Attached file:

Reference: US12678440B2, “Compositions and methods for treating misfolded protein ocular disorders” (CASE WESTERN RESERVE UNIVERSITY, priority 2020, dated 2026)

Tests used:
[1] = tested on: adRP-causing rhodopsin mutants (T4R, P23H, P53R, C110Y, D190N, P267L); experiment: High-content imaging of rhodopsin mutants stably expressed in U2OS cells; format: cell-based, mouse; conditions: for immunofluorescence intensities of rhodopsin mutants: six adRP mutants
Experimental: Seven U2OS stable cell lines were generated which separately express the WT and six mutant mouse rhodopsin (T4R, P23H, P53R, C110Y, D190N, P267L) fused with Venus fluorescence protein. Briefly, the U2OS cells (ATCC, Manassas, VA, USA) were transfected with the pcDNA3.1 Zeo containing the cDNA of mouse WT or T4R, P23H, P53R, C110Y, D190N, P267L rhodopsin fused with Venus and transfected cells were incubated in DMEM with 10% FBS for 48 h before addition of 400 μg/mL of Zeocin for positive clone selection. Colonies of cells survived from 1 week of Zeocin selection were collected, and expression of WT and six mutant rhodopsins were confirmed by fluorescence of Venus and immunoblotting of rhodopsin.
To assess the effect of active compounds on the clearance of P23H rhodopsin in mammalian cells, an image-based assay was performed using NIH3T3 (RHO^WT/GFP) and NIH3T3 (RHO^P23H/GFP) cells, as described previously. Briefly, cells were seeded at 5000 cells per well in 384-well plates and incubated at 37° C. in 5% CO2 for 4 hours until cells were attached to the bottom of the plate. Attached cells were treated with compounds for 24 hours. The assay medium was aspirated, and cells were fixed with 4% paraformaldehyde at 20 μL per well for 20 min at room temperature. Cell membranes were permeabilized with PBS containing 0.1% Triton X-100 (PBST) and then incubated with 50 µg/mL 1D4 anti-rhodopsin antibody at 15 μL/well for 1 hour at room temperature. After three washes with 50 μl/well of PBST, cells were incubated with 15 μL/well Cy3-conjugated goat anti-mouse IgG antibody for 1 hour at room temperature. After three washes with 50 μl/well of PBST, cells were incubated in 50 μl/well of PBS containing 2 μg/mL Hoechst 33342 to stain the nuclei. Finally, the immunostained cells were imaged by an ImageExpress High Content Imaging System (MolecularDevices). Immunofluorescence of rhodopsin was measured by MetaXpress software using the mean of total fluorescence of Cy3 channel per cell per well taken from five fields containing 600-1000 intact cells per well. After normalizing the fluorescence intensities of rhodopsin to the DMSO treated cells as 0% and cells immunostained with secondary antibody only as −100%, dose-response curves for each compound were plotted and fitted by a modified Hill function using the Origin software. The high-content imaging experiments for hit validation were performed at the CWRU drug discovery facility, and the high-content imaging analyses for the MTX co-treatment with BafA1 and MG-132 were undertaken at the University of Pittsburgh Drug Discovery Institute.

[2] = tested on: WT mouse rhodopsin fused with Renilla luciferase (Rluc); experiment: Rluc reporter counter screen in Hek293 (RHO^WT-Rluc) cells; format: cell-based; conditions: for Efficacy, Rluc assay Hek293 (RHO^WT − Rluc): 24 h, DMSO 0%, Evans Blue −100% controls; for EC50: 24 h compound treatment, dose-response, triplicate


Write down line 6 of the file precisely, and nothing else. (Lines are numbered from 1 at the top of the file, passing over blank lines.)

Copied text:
[2] = tested on: WT mouse rhodopsin fused with Renilla luciferase (Rluc); experiment: Rluc reporter counter screen in Hek293 (RHO^WT-Rluc) cells; format: cell-based; conditions: for Efficacy, Rluc assay Hek293 (RHO^WT − Rluc): 24 h, DMSO 0%, Evans Blue −100% controls; for EC50: 24 h compound treatment, dose-response, triplicate